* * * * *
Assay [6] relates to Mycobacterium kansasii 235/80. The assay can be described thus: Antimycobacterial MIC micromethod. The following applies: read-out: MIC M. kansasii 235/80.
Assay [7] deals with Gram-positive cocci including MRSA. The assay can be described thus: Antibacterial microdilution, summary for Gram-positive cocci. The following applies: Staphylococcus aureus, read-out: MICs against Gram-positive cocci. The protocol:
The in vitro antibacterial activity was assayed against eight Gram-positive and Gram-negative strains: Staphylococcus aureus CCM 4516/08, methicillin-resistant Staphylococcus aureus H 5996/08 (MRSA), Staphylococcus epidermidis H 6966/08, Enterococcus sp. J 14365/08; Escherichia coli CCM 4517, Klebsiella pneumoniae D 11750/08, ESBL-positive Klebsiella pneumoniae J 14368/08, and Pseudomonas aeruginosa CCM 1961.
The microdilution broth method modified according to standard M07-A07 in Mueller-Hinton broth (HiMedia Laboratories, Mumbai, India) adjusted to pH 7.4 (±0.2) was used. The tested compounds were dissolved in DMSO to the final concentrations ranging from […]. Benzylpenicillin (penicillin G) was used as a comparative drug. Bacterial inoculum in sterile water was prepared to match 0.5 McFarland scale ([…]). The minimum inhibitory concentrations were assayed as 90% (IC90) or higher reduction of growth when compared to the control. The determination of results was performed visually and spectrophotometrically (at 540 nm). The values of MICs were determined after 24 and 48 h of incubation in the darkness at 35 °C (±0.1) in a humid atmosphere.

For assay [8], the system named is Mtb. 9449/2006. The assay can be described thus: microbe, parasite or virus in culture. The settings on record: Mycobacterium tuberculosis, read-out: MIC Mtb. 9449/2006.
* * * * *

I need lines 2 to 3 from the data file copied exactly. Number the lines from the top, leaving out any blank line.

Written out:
Assay [7] deals with Gram-positive cocci including MRSA. The assay can be described thus: Antibacterial microdilution, summary for Gram-positive cocci. The following applies: Staphylococcus aureus, read-out: MICs against Gram-positive cocci. The protocol:
The in vitro antibacterial activity was assayed against eight Gram-positive and Gram-negative strains: Staphylococcus aureus CCM 4516/08, methicillin-resistant Staphylococcus aureus H 5996/08 (MRSA), Staphylococcus epidermidis H 6966/08, Enterococcus sp. J 14365/08; Escherichia coli CCM 4517, Klebsiella pneumoniae D 11750/08, ESBL-positive Klebsiella pneumoniae J 14368/08, and Pseudomonas aeruginosa CCM 1961.